In the aftermath of Kavanaugh's confirmation, I have been heartbroken to see a number of conservative pastors post on social media about upcoming sermons on what they describe as "Biblical womanhood." These pastors are citing the epistles to justify their belief that women are to be subject to their husbands or fathers, and they continue to perpetuate the sinful and disgusting idea that women should be measured not in terms of their own humanity but in terms of how obedient they are to the powerful men in their lives.
Never mind that a woman was the very first human to proclaim the Gospel. Never mind that women had incredibly visible and powerful roles in Jesus's ministry in the years leading up to his crucifixion. These right-wing pastors are perverting scripture as a means of justifying and entrenching their misogynistic views in their congregations and in their communities. They are not interested in strong female leaders. In fact, I dare say, they fear the idea. They are interested in subjugated followers who believe it is a sin to question male leaders and who think they are fit only to teach children and cook for potluck lunches. It's a short distance from their misogynistic theology to their open disdain for victims of sexual assault.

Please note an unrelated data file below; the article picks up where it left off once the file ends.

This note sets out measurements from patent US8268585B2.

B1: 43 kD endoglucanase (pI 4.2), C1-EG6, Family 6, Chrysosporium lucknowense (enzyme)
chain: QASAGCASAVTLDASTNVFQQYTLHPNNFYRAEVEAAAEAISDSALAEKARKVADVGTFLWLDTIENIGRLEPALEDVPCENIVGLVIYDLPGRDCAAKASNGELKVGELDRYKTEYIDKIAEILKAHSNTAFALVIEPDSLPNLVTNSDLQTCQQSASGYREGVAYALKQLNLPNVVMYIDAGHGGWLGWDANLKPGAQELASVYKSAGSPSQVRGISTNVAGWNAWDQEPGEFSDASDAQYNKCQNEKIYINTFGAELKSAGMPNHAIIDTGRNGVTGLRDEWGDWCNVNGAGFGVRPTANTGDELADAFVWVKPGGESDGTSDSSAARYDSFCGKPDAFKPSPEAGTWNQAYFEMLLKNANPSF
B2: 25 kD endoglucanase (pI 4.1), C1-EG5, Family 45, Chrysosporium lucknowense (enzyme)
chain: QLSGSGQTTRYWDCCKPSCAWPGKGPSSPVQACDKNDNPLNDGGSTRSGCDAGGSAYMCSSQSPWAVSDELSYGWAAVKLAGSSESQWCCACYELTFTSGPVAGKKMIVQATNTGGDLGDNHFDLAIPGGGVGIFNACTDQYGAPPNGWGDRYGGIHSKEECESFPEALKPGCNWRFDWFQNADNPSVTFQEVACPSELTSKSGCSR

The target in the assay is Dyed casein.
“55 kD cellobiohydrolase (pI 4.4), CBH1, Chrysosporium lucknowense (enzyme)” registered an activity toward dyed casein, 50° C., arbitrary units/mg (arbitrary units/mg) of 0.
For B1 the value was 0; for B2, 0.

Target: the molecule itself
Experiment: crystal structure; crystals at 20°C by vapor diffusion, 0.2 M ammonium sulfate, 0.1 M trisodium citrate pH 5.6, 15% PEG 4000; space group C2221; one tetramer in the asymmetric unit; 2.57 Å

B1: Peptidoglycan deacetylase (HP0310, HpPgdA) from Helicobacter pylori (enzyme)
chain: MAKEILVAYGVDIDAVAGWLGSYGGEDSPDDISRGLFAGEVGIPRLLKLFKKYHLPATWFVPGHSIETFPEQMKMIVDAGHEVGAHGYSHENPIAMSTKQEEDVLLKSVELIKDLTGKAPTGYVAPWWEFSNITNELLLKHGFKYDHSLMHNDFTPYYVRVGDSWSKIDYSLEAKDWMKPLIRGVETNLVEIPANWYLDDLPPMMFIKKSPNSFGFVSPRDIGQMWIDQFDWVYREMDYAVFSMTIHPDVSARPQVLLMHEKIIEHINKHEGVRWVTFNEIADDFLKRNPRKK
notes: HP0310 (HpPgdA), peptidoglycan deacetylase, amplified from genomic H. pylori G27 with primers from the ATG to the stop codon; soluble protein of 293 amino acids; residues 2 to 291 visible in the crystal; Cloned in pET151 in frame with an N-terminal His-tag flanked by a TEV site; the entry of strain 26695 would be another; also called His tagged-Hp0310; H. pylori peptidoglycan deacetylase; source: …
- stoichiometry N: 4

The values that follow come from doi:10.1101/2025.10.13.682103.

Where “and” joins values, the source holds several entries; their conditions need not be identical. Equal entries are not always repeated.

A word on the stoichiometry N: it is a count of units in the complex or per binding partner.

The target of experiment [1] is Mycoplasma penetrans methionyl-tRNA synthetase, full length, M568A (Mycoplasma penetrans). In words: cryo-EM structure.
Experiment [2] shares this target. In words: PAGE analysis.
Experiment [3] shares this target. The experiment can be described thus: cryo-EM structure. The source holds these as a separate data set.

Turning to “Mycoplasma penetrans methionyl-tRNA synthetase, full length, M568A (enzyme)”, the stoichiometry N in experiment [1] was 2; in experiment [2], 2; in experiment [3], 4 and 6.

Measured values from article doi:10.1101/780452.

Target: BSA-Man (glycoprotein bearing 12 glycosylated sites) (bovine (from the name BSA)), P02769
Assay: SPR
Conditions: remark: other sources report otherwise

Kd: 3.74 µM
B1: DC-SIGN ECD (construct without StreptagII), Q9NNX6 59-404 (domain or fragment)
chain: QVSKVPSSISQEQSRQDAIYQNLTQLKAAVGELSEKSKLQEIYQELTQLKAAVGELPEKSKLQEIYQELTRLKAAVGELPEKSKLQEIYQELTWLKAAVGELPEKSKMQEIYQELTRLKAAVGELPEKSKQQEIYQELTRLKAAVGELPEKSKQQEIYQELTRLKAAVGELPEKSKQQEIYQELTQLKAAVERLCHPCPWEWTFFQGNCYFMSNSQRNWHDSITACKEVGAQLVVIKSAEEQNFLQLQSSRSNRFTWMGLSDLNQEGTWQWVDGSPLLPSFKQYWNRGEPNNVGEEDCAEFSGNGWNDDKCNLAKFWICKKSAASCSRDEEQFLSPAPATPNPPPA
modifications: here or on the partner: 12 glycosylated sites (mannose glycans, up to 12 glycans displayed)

In a political movement where an overwhelming number of members are Evangelical Christians who hold harmful and theologically-flawed beliefs about gender, it should be no surprise to us when conservatives continue to support men who are accused of sexual assault rather than the women who were assaulted. If, as these conservatives believe, women are to be subject to men, then why should they believe a woman who says she was hurt by a powerful man? In the religious tradition around which I grew up, women who were sexually assaulted were generally blamed for the violence themselves. Perhaps they were behaving badly or they were "outside of God's will," whatever that even means, or, heaven forbid, they could have been dressing immodestly, the logic went. This version of Christianity is wholly void of the Gospel. It is dangerous, and I can no longer remain silent when I see it in practice.